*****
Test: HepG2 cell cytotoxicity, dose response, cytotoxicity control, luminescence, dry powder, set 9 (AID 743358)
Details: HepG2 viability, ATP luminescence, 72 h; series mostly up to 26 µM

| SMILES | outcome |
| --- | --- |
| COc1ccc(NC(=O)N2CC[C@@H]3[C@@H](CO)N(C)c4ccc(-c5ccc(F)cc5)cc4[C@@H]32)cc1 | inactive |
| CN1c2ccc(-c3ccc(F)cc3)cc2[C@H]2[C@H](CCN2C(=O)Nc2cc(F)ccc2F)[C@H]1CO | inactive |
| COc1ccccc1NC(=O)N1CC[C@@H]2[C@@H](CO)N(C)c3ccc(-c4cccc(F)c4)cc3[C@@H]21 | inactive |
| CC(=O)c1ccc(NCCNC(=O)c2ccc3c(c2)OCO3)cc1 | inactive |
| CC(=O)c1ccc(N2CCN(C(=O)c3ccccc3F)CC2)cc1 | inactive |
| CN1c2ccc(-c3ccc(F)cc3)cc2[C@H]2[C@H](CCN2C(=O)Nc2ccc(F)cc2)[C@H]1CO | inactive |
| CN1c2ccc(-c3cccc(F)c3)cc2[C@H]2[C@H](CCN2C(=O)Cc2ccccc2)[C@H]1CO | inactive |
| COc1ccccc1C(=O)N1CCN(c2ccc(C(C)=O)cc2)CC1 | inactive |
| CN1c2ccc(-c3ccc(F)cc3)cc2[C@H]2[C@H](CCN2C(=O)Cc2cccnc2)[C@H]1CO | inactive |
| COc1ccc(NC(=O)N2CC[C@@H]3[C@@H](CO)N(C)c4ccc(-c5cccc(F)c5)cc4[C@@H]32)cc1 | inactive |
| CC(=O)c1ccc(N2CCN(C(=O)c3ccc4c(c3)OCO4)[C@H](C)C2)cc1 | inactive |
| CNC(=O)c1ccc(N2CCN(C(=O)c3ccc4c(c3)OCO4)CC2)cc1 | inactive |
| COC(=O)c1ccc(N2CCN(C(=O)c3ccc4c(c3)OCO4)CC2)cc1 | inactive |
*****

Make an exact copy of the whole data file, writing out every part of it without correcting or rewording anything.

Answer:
Test: HepG2 cell cytotoxicity, dose response, cytotoxicity control, luminescence, dry powder, set 9 (AID 743358)
Details: HepG2 viability, ATP luminescence, 72 h; series mostly up to 26 µM

| SMILES | outcome |
| --- | --- |
| COc1ccc(NC(=O)N2CC[C@@H]3[C@@H](CO)N(C)c4ccc(-c5ccc(F)cc5)cc4[C@@H]32)cc1 | inactive |
| CN1c2ccc(-c3ccc(F)cc3)cc2[C@H]2[C@H](CCN2C(=O)Nc2cc(F)ccc2F)[C@H]1CO | inactive |
| COc1ccccc1NC(=O)N1CC[C@@H]2[C@@H](CO)N(C)c3ccc(-c4cccc(F)c4)cc3[C@@H]21 | inactive |
| CC(=O)c1ccc(NCCNC(=O)c2ccc3c(c2)OCO3)cc1 | inactive |
| CC(=O)c1ccc(N2CCN(C(=O)c3ccccc3F)CC2)cc1 | inactive |
| CN1c2ccc(-c3ccc(F)cc3)cc2[C@H]2[C@H](CCN2C(=O)Nc2ccc(F)cc2)[C@H]1CO | inactive |
| CN1c2ccc(-c3cccc(F)c3)cc2[C@H]2[C@H](CCN2C(=O)Cc2ccccc2)[C@H]1CO | inactive |
| COc1ccccc1C(=O)N1CCN(c2ccc(C(C)=O)cc2)CC1 | inactive |
| CN1c2ccc(-c3ccc(F)cc3)cc2[C@H]2[C@H](CCN2C(=O)Cc2cccnc2)[C@H]1CO | inactive |
| COc1ccc(NC(=O)N2CC[C@@H]3[C@@H](CO)N(C)c4ccc(-c5cccc(F)c5)cc4[C@@H]32)cc1 | inactive |
| CC(=O)c1ccc(N2CCN(C(=O)c3ccc4c(c3)OCO4)[C@H](C)C2)cc1 | inactive |
| CNC(=O)c1ccc(N2CCN(C(=O)c3ccc4c(c3)OCO4)CC2)cc1 | inactive |
| COC(=O)c1ccc(N2CCN(C(=O)c3ccc4c(c3)OCO4)CC2)cc1 | inactive |